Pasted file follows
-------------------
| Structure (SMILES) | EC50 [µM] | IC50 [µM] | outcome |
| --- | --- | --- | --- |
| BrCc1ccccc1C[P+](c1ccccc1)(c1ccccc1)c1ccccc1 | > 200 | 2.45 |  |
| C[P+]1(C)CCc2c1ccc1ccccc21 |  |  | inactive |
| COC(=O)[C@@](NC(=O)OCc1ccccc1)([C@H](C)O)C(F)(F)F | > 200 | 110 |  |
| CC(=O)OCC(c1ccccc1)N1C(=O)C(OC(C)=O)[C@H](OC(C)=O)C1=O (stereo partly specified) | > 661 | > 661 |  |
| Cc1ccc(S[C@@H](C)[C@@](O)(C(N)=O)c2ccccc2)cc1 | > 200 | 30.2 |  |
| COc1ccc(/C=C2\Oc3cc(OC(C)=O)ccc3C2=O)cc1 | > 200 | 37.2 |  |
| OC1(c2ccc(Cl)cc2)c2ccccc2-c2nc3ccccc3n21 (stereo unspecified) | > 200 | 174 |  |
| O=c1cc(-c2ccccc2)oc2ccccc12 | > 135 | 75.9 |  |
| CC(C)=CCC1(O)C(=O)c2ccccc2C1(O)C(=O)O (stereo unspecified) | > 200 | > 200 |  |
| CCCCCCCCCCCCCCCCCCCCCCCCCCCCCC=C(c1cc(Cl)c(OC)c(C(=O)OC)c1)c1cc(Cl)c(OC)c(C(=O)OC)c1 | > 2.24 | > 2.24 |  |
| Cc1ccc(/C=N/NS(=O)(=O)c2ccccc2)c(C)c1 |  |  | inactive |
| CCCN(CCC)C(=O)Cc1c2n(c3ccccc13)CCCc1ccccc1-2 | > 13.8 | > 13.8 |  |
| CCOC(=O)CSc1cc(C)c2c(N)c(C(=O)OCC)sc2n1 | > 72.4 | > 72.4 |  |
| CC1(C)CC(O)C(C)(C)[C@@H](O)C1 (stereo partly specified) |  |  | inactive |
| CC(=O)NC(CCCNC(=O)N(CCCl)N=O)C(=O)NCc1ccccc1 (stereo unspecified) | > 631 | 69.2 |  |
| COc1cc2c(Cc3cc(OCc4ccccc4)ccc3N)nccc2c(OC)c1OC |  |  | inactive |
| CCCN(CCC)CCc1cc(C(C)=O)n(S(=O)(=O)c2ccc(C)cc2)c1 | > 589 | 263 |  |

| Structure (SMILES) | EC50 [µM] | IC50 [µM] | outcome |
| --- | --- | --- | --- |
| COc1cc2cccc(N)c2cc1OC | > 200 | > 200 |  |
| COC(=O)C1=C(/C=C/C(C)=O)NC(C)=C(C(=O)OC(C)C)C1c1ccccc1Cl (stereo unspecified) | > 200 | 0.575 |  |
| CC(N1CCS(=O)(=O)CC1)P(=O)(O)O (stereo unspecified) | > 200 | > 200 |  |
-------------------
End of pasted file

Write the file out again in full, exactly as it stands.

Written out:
| Structure (SMILES) | EC50 [µM] | IC50 [µM] | outcome |
| --- | --- | --- | --- |
| BrCc1ccccc1C[P+](c1ccccc1)(c1ccccc1)c1ccccc1 | > 200 | 2.45 |  |
| C[P+]1(C)CCc2c1ccc1ccccc21 |  |  | inactive |
| COC(=O)[C@@](NC(=O)OCc1ccccc1)([C@H](C)O)C(F)(F)F | > 200 | 110 |  |
| CC(=O)OCC(c1ccccc1)N1C(=O)C(OC(C)=O)[C@H](OC(C)=O)C1=O (stereo partly specified) | > 661 | > 661 |  |
| Cc1ccc(S[C@@H](C)[C@@](O)(C(N)=O)c2ccccc2)cc1 | > 200 | 30.2 |  |
| COc1ccc(/C=C2\Oc3cc(OC(C)=O)ccc3C2=O)cc1 | > 200 | 37.2 |  |
| OC1(c2ccc(Cl)cc2)c2ccccc2-c2nc3ccccc3n21 (stereo unspecified) | > 200 | 174 |  |
| O=c1cc(-c2ccccc2)oc2ccccc12 | > 135 | 75.9 |  |
| CC(C)=CCC1(O)C(=O)c2ccccc2C1(O)C(=O)O (stereo unspecified) | > 200 | > 200 |  |
| CCCCCCCCCCCCCCCCCCCCCCCCCCCCCC=C(c1cc(Cl)c(OC)c(C(=O)OC)c1)c1cc(Cl)c(OC)c(C(=O)OC)c1 | > 2.24 | > 2.24 |  |
| Cc1ccc(/C=N/NS(=O)(=O)c2ccccc2)c(C)c1 |  |  | inactive |
| CCCN(CCC)C(=O)Cc1c2n(c3ccccc13)CCCc1ccccc1-2 | > 13.8 | > 13.8 |  |
| CCOC(=O)CSc1cc(C)c2c(N)c(C(=O)OCC)sc2n1 | > 72.4 | > 72.4 |  |
| CC1(C)CC(O)C(C)(C)[C@@H](O)C1 (stereo partly specified) |  |  | inactive |
| CC(=O)NC(CCCNC(=O)N(CCCl)N=O)C(=O)NCc1ccccc1 (stereo unspecified) | > 631 | 69.2 |  |
| COc1cc2c(Cc3cc(OCc4ccccc4)ccc3N)nccc2c(OC)c1OC |  |  | inactive |
| CCCN(CCC)CCc1cc(C(C)=O)n(S(=O)(=O)c2ccc(C)cc2)c1 | > 589 | 263 |  |

| Structure (SMILES) | EC50 [µM] | IC50 [µM] | outcome |
| --- | --- | --- | --- |
| COc1cc2cccc(N)c2cc1OC | > 200 | > 200 |  |
| COC(=O)C1=C(/C=C/C(C)=O)NC(C)=C(C(=O)OC(C)C)C1c1ccccc1Cl (stereo unspecified) | > 200 | 0.575 |  |
| CC(N1CCS(=O)(=O)CC1)P(=O)(O)O (stereo unspecified) | > 200 | > 200 |  |